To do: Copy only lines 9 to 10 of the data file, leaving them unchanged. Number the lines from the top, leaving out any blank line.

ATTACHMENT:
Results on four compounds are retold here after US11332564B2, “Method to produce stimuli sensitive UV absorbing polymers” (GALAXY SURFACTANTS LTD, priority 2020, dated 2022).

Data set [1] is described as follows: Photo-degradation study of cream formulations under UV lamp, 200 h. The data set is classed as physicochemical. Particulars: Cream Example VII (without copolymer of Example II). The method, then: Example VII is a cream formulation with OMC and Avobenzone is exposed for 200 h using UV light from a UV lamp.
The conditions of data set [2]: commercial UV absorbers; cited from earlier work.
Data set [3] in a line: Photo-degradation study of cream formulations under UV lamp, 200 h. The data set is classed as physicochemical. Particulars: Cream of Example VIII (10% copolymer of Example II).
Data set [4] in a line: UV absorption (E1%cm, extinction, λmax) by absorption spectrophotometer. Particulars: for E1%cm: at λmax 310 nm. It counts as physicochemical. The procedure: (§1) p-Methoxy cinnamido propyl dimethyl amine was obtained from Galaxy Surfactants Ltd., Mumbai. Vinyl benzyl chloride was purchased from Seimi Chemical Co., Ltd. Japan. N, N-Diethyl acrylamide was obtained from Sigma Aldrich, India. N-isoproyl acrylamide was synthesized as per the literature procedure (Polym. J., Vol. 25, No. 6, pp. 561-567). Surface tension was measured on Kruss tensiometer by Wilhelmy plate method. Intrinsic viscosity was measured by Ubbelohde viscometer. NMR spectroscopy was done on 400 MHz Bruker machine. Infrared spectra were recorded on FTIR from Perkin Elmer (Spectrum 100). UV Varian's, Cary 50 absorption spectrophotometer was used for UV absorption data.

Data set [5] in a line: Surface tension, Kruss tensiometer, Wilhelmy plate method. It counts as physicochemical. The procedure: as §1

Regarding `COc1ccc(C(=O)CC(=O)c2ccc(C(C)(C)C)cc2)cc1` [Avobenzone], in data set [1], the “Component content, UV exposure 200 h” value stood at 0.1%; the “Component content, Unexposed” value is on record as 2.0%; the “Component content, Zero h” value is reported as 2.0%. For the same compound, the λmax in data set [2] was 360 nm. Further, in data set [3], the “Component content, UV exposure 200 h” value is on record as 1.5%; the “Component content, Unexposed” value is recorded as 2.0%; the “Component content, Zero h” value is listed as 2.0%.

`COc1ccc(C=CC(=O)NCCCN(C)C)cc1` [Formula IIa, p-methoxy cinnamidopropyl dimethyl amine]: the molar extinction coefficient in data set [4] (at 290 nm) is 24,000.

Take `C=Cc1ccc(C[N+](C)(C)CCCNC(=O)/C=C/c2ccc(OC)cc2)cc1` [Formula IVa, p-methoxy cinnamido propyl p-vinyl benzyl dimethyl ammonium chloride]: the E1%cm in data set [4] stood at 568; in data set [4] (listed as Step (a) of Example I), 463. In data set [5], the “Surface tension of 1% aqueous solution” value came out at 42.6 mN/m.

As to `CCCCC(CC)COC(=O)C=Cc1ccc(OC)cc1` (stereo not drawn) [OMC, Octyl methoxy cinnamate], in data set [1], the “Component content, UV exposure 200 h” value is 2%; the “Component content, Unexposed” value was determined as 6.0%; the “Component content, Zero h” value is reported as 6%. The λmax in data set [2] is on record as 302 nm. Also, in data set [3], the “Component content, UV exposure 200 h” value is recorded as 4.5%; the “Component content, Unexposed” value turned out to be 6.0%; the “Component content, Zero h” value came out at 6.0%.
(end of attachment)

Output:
Take `C=Cc1ccc(C[N+](C)(C)CCCNC(=O)/C=C/c2ccc(OC)cc2)cc1` [Formula IVa, p-methoxy cinnamido propyl p-vinyl benzyl dimethyl ammonium chloride]: the E1%cm in data set [4] stood at 568; in data set [4] (listed as Step (a) of Example I), 463. In data set [5], the “Surface tension of 1% aqueous solution” value came out at 42.6 mN/m.

As to `CCCCC(CC)COC(=O)C=Cc1ccc(OC)cc1` (stereo not drawn) [OMC, Octyl methoxy cinnamate], in data set [1], the “Component content, UV exposure 200 h” value is 2%; the “Component content, Unexposed” value was determined as 6.0%; the “Component content, Zero h” value is reported as 6%. The λmax in data set [2] is on record as 302 nm. Also, in data set [3], the “Component content, UV exposure 200 h” value is recorded as 4.5%; the “Component content, Unexposed” value turned out to be 6.0%; the “Component content, Zero h” value came out at 6.0%.